The Cat O’ Nine Tails, the second film from acclaimed Italian director Dario Argento, gets a beautiful 4K Blu-ray release from Arrow Video – but how does the director’s early work hold up?
The story follows a series of murders that surround the Terzi Institute – a medical facility where staff are researching into genetics – following a break-in where it appears nothing has been stolen. Before the break-in occurs we meet Franco Arno (Karl Malden), a blind former reporter, and his adopted daughter Lori (Cinzia de Carolis) as they walk to their home near the institute. Overhearing someone inside a car talking about blackmail, Arno gets his daughter to have a look, but she can only make out one of the men sitting inside.
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Shortly after the break-in at the Institute, one of the scientists working there, Dr. Calabresi (Carlo Alighiero), falls in front of a train and is killed. Luckily, some photographers were on the scene waiting for the arrival of a celebrity, and managed to snap some pictures of the event. When it appears in the paper, Lori tells Arno that it’s the man she saw in the car. Arno takes this information to reporter Carlo Giordani (James Franciscus), and through some quick investigating they discover that a hand can be seen on the un-cropped photograph, pushing Calabresi onto the tracks. Convinced that there’s a murderer on the loose the two men begin to work the case; but pretty soon more bodies start to pile up, and even Giordani and Arno become targets.
Despite Argento having helmed a hit with his first film, The Bird With The Crystal Plumage, his second film was considered something of a flop when it first came out, with The Cat O’ Nine Tails receiving few official releases over the years. This new high definition release not only marks the best way to watch the film, but also gives viewers the opportunity to reevaluate their feelings on it. It has acquired something of a better reputation now, possibly in response to Argento’s more recent flops.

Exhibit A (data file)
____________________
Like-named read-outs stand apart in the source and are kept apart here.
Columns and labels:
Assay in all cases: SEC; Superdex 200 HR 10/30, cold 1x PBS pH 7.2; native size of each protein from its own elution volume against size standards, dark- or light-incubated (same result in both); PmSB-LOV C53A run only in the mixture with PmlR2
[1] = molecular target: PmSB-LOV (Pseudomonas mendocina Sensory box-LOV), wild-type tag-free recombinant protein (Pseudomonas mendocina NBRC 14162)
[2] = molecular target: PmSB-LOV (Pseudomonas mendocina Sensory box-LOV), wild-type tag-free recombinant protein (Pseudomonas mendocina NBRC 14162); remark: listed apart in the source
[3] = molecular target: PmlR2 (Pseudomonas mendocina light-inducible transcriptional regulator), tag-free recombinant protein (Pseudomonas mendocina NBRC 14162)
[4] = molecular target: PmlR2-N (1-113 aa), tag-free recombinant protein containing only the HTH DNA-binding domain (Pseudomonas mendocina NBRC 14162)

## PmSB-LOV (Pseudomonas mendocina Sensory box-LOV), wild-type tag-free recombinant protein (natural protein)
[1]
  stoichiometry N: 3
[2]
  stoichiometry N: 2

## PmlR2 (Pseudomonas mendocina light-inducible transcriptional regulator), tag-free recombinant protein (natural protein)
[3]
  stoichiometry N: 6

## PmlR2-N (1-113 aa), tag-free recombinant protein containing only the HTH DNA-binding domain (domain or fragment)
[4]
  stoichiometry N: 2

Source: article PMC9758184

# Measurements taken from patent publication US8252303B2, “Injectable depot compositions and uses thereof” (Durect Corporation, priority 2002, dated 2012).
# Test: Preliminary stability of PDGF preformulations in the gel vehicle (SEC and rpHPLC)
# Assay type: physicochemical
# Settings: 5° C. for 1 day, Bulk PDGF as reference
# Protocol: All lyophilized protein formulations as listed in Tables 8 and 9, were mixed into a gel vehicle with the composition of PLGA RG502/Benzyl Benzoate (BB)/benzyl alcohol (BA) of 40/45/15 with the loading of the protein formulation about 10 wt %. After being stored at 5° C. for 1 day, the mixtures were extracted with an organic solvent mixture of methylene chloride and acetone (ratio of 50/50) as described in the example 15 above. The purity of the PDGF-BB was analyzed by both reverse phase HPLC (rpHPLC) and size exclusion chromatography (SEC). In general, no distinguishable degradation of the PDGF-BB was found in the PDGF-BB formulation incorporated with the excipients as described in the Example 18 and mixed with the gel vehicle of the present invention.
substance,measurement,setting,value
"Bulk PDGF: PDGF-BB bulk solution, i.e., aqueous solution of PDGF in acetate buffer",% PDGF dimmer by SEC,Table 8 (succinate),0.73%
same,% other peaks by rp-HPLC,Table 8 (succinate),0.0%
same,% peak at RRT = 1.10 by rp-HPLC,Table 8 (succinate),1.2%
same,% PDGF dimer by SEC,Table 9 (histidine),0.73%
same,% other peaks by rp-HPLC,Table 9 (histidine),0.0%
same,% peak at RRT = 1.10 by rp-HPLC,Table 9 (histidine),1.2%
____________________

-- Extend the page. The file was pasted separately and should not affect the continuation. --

That being said, you can tell that this is one of his early works, as a lot of the features that would become iconic parts of his later films – such as extreme stylisation, and the supernatural – are pretty much nonexistent here. There are a few moments across the film that feel very Argento, such as the insertion of extreme close-ups of the killer’s eye whenever they’re around, but for the most part it does feel like this is a movie that could have been directed by anyone. In a lot of ways it is a very ordinary, very middle of the road murder mystery story.
The films title refers to the number of suspects and lines of enquiry that the two investigators have to go through over the course of the film, and whilst for the most part the story is interesting enough it does tend to drag a little in places, possibly because there are one or two too many plots and characters thrown into the piece. The fun set pieces and interesting character moments feel somewhat lost within all of the excess at times, and perhaps if Argento had trimmed some of this down the film would have felt a little punchier, and would have maintained my interest.
Whilst the film is okay in itself it’s through the extra features that I found the most enjoyment. As with other Arrow releases for Italian cinema, the disc makes sure to include a lot of information and context for the movie. There are a number of interviews with cast and crew for the film, including Argento himself, as well as a brand new commentary track by film critics Alan Jones and Kim Newman, both of whom shed a lot of insight into both the making of the movie, and the broader context of Italian cinema and Argento’s work. Perhaps most interestingly, especially for long time Argento fans, is the lost alternate ending. Presented in English for the first time, these now missing scenes are presented in their original script form, revealing how the film was first intended to end before Argento made changes.
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Arrow have released some terrific entries from Italian cinema over recent years, and The Cat O’ Nine Tails is a great addition to this range. It might not be the most exciting for casual viewers, but thanks to the engaging and informative extras, and a beautiful new 4K presentation, it’s an absolute must for any fans of the genre and Argento himself.
The Cat O’ Nine Tails is out on Limited Edition 4K UHD Blu-ray on 23rd August from Arrow Video.